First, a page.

Trade between the United Kingdom and the European Union is worth hundreds of billions of dollars, and businesses across Europe want it to continue uninterrupted. The sticking point: The British have made the Europeans really, really mad.
In the wake of the U.K.'s vote last week to divorce itself from the world's largest trading bloc, a debate is flaring about what commerce between the U.K. and EU should look like. On the one hand, well-entrenched business interests want it to continue with as little disruption as possible. But leaders in Europe are strongly motivated to punish the U.K. for the Brexit.
"The politics are going to be really messy," said Scott Miller, senior advisor at the Center for Strategic and International Studies, "and there's going to be an urge to punish."
The U.K. is the EU's second-biggest economy, and the fifth largest economy on earth. Its exports to the EU were worth 226.7 billion pounds ($305.7 billion) in 2014, and its imports from the bloc came in at 288.3 billion pounds ($388.7 billion) that year, according to data from the U.K.'s Office for National Statistics.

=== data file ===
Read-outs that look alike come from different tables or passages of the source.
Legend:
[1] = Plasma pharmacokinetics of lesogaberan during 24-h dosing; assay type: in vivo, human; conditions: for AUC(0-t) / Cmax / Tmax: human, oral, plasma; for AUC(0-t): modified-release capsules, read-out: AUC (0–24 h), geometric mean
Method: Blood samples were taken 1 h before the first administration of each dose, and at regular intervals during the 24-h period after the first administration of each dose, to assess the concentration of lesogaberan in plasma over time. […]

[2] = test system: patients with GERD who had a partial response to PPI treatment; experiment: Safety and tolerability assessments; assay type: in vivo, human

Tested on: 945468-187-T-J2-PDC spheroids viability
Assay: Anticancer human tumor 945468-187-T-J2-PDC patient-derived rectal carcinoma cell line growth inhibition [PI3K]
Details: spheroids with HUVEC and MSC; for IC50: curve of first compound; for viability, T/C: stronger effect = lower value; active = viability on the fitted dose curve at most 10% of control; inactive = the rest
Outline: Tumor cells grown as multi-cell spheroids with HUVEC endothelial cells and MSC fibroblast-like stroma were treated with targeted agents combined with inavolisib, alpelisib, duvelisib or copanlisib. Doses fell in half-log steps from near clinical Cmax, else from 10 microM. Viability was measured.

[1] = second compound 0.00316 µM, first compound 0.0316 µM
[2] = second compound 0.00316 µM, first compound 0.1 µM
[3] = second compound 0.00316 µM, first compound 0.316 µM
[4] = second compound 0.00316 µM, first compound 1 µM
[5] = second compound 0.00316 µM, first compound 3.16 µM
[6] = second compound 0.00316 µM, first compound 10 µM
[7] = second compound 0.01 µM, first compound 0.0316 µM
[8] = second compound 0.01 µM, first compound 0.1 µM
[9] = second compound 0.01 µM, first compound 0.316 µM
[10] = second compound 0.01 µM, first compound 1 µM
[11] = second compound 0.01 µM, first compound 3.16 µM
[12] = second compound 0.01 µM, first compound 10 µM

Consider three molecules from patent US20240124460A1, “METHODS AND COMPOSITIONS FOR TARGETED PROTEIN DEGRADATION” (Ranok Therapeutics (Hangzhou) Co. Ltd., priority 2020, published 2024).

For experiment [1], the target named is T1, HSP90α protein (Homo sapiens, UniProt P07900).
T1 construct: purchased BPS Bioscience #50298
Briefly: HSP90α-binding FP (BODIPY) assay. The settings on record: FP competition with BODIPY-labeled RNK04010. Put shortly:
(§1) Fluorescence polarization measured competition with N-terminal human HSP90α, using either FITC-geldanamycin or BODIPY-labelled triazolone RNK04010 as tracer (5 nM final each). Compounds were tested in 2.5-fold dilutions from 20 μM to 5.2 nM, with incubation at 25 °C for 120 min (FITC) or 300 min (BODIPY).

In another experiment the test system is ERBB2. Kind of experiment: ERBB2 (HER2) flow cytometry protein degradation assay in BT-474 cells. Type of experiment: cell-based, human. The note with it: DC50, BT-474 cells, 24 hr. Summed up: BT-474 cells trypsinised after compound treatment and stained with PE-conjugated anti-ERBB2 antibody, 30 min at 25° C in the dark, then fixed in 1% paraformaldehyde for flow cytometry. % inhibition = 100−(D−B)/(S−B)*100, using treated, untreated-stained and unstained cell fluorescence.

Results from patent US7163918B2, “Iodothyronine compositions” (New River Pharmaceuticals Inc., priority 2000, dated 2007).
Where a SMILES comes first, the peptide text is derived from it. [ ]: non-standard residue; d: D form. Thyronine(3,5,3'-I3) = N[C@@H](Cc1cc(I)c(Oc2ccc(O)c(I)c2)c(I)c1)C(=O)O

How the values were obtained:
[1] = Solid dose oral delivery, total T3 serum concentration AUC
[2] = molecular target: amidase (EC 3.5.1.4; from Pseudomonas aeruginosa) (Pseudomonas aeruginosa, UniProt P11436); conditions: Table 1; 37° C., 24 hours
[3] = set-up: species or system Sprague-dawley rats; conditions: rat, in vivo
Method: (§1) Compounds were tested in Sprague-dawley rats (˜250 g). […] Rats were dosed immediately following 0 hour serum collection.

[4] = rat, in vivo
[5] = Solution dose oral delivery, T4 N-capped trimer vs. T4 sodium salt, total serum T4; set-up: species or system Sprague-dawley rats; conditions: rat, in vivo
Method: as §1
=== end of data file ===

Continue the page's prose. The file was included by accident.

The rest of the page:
Big European companies don't want to lose the U.K. as a market, but their worries run deeper than that. EU trade rules make it possible for firms that make complex products — automakers, aircraft manufacturers, chemical companies and the like — to source components from multiple countries at once. They don't want to see that system begin to fall apart, because it would force them to redesign very complicated supply networks.
Declaring that it would be in "nobody's interest to make the international flow of goods more expensive," the association said in a statement that German car companies operate roughly 100 facilities in the U.K., a number that has risen 30 percent since 2010. The U.K. automobile market reached an all-time record volume of 2.6 million new cars in 2015, and half of them were German.
The U.K. wants to hold onto those trade relationships, too. Its government does not, however, want people from EU member states to have the right to work and live in the U.K. Prime Minister David Cameron, meeting with 27 EU heads of state Tuesday night, suggested that the EU should be flexible on the freedom of movement rule if it wants to maintain trade with the U.K..